Multistrada 1200 – Headlight, dual dip / high beam modification
See also: MTS1200 HID Conversion
See also: MTS1200 HID Conversion (2)
A simple modification to the wiring for the Multistrada 1200 headlights so that the Dip beam remains on when switching to High / Main beam. This modification is especially relevant (essential?) for Multistrada 1200 owners who have HID headlights where the few moments delay for HID bulbs to power up could prove decisive!
For those running with a standard lighting setup the additional ‘closer range’ illumination of the road ahead when on high / main beam is nice to have.
NB: As a safety precaution, disconnect the bike’s battery before you start! (care, custom suspension, DES and DTC settings may be lost and require re entering;-)
The following documents the method which I used to fit a small additional ‘enable dip with main beam’ wiring loom to my Multistrada 1200’s lighting electrical system.
The details are provided as is, for other owners to use for information purposes. These are not detailed instructions, and no liability will be accepted if you choose to follow them and in doing so damage your bike or equipment.
Photos are shown where required to help indicate what is being described in this document for reference.
Tools and parts needed
- Allen keys to remove panel (2 sizes needed)
- Small ‘Jewelers’ screwdriver (or similar)
- The loom kit (Made by myself, I can supply them if required)
….how the loom is wired:
NB: There is an electronics component soldered between the yellow/white wire and the red wire without which dip/lo and main/hi beams will remain on together all the time regardless of the hi/lo beam selector switch position! 😉
Before you start, be clear on what you are attempting to do. None of the following requires any permanent alterations to the bike, and is fully reversible.
You need to allow in the order of 20 minutes to perform this modification. Exactly how long it will take you will depend on how anal you are about wiring placement and extraction of the crimps from the relay socket etc. There isn’t much required to do this, but ensure you have all the parts and tools to hand before you start.
Lets get on with it
The first step is to remove the left top fairing cover / fuse panel cover (4 Allen bolts, the one under the flap is a larger size).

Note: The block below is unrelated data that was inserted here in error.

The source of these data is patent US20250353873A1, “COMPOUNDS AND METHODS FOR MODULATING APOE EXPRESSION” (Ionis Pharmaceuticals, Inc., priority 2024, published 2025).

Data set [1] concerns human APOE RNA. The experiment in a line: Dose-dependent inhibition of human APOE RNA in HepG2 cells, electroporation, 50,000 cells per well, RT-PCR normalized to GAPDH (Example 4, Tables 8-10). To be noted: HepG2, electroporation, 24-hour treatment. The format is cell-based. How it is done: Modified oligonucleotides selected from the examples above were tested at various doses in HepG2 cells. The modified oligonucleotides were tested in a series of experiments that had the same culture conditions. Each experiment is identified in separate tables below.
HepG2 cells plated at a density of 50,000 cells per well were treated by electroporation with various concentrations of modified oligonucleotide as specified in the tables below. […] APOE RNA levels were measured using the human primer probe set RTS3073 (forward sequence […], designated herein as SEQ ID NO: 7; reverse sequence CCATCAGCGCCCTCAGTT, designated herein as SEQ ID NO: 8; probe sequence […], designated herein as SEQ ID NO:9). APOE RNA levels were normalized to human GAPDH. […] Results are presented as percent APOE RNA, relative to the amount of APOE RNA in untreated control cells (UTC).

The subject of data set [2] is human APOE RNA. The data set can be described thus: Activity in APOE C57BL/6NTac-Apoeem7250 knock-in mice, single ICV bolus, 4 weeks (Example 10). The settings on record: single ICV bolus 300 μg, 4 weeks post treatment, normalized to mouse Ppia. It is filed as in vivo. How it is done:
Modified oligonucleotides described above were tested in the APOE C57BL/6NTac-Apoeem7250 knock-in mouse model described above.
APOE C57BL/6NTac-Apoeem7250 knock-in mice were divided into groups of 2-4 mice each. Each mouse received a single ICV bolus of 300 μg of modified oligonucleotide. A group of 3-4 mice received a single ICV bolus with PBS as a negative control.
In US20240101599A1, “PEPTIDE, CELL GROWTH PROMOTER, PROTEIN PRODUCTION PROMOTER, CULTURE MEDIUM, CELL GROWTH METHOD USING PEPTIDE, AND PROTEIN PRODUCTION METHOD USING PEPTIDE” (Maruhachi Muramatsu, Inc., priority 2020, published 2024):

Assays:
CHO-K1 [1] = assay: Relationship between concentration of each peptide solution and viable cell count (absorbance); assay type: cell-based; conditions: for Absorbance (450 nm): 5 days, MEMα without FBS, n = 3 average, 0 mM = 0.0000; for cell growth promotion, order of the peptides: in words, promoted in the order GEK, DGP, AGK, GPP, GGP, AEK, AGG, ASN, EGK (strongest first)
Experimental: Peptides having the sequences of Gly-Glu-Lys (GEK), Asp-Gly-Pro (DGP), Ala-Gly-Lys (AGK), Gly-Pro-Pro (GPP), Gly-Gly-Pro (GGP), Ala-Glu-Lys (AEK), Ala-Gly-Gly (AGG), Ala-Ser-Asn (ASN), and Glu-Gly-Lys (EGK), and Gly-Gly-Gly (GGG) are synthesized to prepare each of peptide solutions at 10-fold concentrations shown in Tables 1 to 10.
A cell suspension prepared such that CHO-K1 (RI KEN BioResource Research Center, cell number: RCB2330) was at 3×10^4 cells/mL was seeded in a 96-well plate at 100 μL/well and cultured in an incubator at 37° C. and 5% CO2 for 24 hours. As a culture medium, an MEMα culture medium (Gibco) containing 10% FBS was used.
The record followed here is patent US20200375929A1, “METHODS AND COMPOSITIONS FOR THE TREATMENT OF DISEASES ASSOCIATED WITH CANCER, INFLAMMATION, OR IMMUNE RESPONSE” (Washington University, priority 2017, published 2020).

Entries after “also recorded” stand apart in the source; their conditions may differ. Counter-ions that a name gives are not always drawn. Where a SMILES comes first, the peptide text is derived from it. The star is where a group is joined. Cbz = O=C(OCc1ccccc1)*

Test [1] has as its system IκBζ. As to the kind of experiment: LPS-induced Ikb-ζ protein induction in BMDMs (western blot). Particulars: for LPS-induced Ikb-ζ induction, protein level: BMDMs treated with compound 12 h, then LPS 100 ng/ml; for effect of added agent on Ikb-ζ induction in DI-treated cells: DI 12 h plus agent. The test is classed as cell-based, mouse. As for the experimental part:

You should now be able to see the fuse holder and three relays. Sliding the fuse block up will remove it off of its mounting. The rear most relay is the main beam, and the centre one is the dip beam. Remove both of these from the rubber mount, and unplug the relays from their bases.
Using the slack in the loom you should be able to turn the relay bases over to see the wires. You need to extract the switched feed wire from each of them. For the main beam supply the wire is coloured Yellow/Grey and for the dip beam supply it is Yellow/White.
The method I used to remove the crimps is to push the jewelers screwdriver (mini flat bladed screwdriver) into the relevant hole from the relay side of the base, in an attempt to press in the lockin ramp and release it. It is tricky to describe or show with pictures, so look at the accessory loom to see the ramp that you are trying to compress to unlock/release the connector.
Once you have extracted both crimps from the relay bases, you can plug in the modification accessory loom. The socket on the Red wire plugs into the main beam relay base and the socket on the Yellow/White wire plugs into the dip beam relay base.
Now you can plug the other spade connectors on the accessory loom into the sockets you removed from the relay bases. Again, the Red goes to the Yellow/Grey, and the Yellow/White goes to the Yellow/White. These pair of connections need to be insulated from each other (and in general). There should be two pieces of pvc sleeving to slip over the wiring prior to plugging them together. If not a bit of PVC tape will do the job too. [AndyW – self amalgamating tape is brilliant for this sort of job, the adhesive on electricians PVC insulation tape degrades with time;-) ]
If you find the sockets don’t grip the spades, this is probably as a result of the connector being deformed when removed. You may need to use a pair of small nosed pliers to squash the rolled ends a bit, so they grip the spade correctly.
At this point you can plug the relays back in and try the lights.
If all is well, refit the relays back into the rubber mount, place the accessory loom in a convenient place (I pushed mine down next to the main loom below the fuse block).
Finally, slide the fuse block back onto its mount, and refit the top fairing cover/fuse panel cover.
You are now finished.
[AndyW] I remember reading a while back of this mod not being recommended on some bikes due to the additional heat generated by both Dip and High beam bulbs being on together ‘melting’ the plastic headlight cover/lens?!
[JohnW] No issues with overheating for both lights on as far as I can tell. The lights are fed from relays, so its only the live feed to the fuse and on to the relays that would be an issue. If it starts to look a bit iffy I will run an extra cable back to the battery.
Not seen a problem with the light housing / lens so far either but will keep an eye on it now. Having said that I’ve not ridden for prolonged periods (i.e. hours at a time) with the high beam on.